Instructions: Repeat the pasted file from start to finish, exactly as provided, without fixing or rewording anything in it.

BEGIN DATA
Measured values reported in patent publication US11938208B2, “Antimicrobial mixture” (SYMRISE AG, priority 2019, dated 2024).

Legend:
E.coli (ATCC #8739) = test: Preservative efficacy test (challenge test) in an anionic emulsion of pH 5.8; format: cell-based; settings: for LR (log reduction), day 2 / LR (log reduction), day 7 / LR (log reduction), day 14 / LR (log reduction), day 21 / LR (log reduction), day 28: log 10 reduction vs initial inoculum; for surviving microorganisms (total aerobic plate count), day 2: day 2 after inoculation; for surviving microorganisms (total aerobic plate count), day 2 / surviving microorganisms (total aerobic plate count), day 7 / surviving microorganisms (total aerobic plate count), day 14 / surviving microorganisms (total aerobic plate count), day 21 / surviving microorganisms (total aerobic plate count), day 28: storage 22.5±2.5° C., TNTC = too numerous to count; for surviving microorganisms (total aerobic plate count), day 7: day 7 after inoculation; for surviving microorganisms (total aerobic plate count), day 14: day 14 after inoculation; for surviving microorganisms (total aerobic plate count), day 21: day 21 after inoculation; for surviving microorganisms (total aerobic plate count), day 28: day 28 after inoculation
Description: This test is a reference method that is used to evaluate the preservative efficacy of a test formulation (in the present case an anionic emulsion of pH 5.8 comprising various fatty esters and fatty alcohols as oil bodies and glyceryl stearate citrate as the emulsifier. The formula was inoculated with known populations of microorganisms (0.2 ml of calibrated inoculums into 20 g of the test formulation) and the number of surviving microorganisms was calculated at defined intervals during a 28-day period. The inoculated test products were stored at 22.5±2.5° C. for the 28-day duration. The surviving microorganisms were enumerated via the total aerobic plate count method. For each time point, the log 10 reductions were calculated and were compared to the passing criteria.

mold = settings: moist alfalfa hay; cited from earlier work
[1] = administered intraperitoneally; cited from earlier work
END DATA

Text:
Measured values reported in patent publication US11938208B2, “Antimicrobial mixture” (SYMRISE AG, priority 2019, dated 2024).

Legend:
E.coli (ATCC #8739) = test: Preservative efficacy test (challenge test) in an anionic emulsion of pH 5.8; format: cell-based; settings: for LR (log reduction), day 2 / LR (log reduction), day 7 / LR (log reduction), day 14 / LR (log reduction), day 21 / LR (log reduction), day 28: log 10 reduction vs initial inoculum; for surviving microorganisms (total aerobic plate count), day 2: day 2 after inoculation; for surviving microorganisms (total aerobic plate count), day 2 / surviving microorganisms (total aerobic plate count), day 7 / surviving microorganisms (total aerobic plate count), day 14 / surviving microorganisms (total aerobic plate count), day 21 / surviving microorganisms (total aerobic plate count), day 28: storage 22.5±2.5° C., TNTC = too numerous to count; for surviving microorganisms (total aerobic plate count), day 7: day 7 after inoculation; for surviving microorganisms (total aerobic plate count), day 14: day 14 after inoculation; for surviving microorganisms (total aerobic plate count), day 21: day 21 after inoculation; for surviving microorganisms (total aerobic plate count), day 28: day 28 after inoculation
Description: This test is a reference method that is used to evaluate the preservative efficacy of a test formulation (in the present case an anionic emulsion of pH 5.8 comprising various fatty esters and fatty alcohols as oil bodies and glyceryl stearate citrate as the emulsifier. The formula was inoculated with known populations of microorganisms (0.2 ml of calibrated inoculums into 20 g of the test formulation) and the number of surviving microorganisms was calculated at defined intervals during a 28-day period. The inoculated test products were stored at 22.5±2.5° C. for the 28-day duration. The surviving microorganisms were enumerated via the total aerobic plate count method. For each time point, the log 10 reductions were calculated and were compared to the passing criteria.

mold = settings: moist alfalfa hay; cited from earlier work
[1] = administered intraperitoneally; cited from earlier work